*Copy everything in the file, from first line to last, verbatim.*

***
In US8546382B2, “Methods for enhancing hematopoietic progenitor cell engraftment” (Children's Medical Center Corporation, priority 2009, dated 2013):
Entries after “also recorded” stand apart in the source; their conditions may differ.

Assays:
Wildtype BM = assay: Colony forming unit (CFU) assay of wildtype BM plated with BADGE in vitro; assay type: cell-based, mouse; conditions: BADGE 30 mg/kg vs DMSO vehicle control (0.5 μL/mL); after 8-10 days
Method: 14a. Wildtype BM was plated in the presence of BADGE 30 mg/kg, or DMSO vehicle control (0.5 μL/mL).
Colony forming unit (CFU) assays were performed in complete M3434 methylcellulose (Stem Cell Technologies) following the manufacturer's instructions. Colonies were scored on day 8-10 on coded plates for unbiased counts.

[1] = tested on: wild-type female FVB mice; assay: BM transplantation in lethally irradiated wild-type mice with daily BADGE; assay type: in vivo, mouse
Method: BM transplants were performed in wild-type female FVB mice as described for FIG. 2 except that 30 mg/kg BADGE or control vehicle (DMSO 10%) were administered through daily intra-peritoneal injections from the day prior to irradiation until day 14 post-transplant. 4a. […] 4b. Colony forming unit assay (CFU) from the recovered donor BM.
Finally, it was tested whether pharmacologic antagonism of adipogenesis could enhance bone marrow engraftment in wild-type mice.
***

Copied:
In US8546382B2, “Methods for enhancing hematopoietic progenitor cell engraftment” (Children's Medical Center Corporation, priority 2009, dated 2013):
Entries after “also recorded” stand apart in the source; their conditions may differ.

Assays:
Wildtype BM = assay: Colony forming unit (CFU) assay of wildtype BM plated with BADGE in vitro; assay type: cell-based, mouse; conditions: BADGE 30 mg/kg vs DMSO vehicle control (0.5 μL/mL); after 8-10 days
Method: 14a. Wildtype BM was plated in the presence of BADGE 30 mg/kg, or DMSO vehicle control (0.5 μL/mL).
Colony forming unit (CFU) assays were performed in complete M3434 methylcellulose (Stem Cell Technologies) following the manufacturer's instructions. Colonies were scored on day 8-10 on coded plates for unbiased counts.

[1] = tested on: wild-type female FVB mice; assay: BM transplantation in lethally irradiated wild-type mice with daily BADGE; assay type: in vivo, mouse
Method: BM transplants were performed in wild-type female FVB mice as described for FIG. 2 except that 30 mg/kg BADGE or control vehicle (DMSO 10%) were administered through daily intra-peritoneal injections from the day prior to irradiation until day 14 post-transplant. 4a. […] 4b. Colony forming unit assay (CFU) from the recovered donor BM.
Finally, it was tested whether pharmacologic antagonism of adipogenesis could enhance bone marrow engraftment in wild-type mice.